Urinary phthalate metabolites over the first 15 months of life and risk assessment – CHECK cohort study

Sunmi Kim, Jangwoo Lee, Jeongim Park, Hai Joong Kim, Geum Joon Cho, Gun Ha Kim, So Hee Eun, Jeong Jae Lee, Gyuyeon Choi, Eunsook Suh, Sooran Choi, Sungjoo Kim, Sung Koo Kim, Young Don Kim, Su Young Kim, Seunghyo Kim, Soyong Eom, Hyo Bang Moon, Sungkyoon Kim, Kyungho Choi

Research output: Contribution to journalArticlepeer-review

20 Citations (Scopus)


Phthalates are important group of endocrine disruptors. Infants and young children are susceptible to phthalate exposure. However, information on the phthalate exposure during the early stages of life is very limited. This study was conducted to understand the temporal trend of exposure to major phthalates among infants of Korea during the first 15 months after birth, and to estimate associated risks. A total of 286 urine samples were collected from 171 children at 3, 9, 12, or 15 months of age, with 77 children sampled for two or more times. Four phthalates, i.e., di(2-ethylhexyl) phthalate (DEHP), di-isobutyl phthalate (DiBP), di-n-butyl phthalate (DnBP), and diethyl phthalate (DEP) were chosen, and their major metabolites were analyzed in the urine. The DEHP metabolites were detected in 100% of the urine samples at relatively higher levels compared to those reported in other countries. The levels of mono-ethyl phthalate (MEP) were generally lower. Urinary concentrations of most phthalate metabolites, especially DEHP metabolites, increased as children grew older. Intra-class correlation coefficients (ICCs) calculated for DEHP metabolites over time were high (0.7–0.8), suggesting persistence of consistent exposure sources during this sensitive period of life. Hazard quotient (HQ) and hazard index (HI) were calculated from daily intake estimates divided by recommended toxicity thresholds. Among the study population, 4, 16, and 26% of the children showed HI > 1 at 9, 12, and 15 months of age, respectively. DEHP exposure explained most of the risk estimates. Considering vulnerability of young children to endocrine disruption, efforts to identify sources of exposure and to develop appropriate mitigation options are warranted.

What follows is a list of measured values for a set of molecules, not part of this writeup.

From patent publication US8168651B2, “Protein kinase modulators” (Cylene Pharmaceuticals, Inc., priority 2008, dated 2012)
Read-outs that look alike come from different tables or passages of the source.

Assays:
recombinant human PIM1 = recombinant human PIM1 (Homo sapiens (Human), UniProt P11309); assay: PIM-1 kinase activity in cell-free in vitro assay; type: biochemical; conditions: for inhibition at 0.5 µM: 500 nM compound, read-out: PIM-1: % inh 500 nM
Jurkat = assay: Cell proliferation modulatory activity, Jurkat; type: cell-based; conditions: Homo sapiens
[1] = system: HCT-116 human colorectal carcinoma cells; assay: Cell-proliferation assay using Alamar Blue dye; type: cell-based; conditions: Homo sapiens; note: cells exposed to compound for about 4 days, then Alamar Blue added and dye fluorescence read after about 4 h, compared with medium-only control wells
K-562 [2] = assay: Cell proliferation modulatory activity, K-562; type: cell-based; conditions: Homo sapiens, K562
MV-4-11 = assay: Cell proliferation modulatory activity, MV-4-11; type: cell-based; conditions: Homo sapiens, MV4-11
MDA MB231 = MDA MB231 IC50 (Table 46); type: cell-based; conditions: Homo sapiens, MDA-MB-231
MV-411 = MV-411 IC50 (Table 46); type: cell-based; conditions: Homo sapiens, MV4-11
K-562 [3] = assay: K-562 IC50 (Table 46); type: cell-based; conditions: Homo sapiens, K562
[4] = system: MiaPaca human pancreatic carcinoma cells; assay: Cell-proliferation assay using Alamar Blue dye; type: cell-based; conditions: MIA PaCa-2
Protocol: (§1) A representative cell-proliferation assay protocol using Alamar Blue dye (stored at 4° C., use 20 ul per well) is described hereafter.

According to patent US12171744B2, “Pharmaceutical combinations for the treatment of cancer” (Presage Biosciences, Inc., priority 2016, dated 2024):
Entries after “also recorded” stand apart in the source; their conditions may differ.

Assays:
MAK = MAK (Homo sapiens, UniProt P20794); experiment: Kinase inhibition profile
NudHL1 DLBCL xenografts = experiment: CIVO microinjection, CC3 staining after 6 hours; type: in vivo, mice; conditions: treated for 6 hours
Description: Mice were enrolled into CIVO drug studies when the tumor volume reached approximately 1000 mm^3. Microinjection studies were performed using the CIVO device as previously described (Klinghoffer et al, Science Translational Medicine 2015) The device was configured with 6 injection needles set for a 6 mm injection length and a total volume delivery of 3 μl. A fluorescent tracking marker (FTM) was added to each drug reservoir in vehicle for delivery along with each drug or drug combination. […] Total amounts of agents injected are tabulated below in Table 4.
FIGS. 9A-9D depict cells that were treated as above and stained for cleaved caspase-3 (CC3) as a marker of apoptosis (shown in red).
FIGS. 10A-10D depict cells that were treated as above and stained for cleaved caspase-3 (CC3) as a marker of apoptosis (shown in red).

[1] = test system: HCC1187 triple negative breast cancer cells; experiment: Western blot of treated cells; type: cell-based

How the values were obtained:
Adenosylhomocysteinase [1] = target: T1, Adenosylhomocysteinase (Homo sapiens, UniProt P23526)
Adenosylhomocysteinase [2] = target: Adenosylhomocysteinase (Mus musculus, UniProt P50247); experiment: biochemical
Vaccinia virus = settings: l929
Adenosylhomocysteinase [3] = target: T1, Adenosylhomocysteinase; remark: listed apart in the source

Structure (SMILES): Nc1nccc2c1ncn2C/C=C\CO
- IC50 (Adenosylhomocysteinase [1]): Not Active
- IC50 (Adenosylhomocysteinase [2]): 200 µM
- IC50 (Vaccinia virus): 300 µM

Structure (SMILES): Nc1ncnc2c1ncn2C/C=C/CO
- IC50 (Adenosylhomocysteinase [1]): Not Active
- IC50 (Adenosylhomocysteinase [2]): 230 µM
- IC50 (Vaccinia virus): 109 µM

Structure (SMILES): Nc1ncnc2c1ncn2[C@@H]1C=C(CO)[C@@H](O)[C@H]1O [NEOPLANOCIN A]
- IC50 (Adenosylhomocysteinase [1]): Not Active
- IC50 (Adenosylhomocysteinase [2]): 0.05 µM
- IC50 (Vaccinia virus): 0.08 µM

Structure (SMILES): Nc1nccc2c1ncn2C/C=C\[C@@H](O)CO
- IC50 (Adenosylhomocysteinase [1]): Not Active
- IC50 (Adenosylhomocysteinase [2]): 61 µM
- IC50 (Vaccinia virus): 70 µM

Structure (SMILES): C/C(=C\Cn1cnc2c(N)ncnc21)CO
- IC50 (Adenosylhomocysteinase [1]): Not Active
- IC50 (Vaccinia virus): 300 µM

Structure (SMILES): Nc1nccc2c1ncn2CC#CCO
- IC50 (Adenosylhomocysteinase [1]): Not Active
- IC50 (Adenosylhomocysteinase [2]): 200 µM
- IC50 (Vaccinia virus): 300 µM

Original languageEnglish
Pages (from-to)881-887
Number of pages7
JournalScience of the Total Environment
Publication statusPublished - 2017 Dec 31
Externally publishedYes

Bibliographical note

Funding Information:
We would like to thank participating mothers and their young children in Children's Health and Environmental Chemicals in Korea (CHECK) cohort. This study was funded by the Korea Ministry of Environment (MOE) in “Environmental Health Action Program (1485014467)”. This study employed the samples collected by support from Ministry of the Food and Drug Safety (12162MFDS731).

Publisher Copyright:
© 2017 Elsevier B.V.


  • Infant
  • Phthalates
  • Repeated measurement
  • Trend
  • Urine
  • Within-subject variation

ASJC Scopus subject areas

  • Environmental Engineering
  • Environmental Chemistry
  • Waste Management and Disposal
  • Pollution


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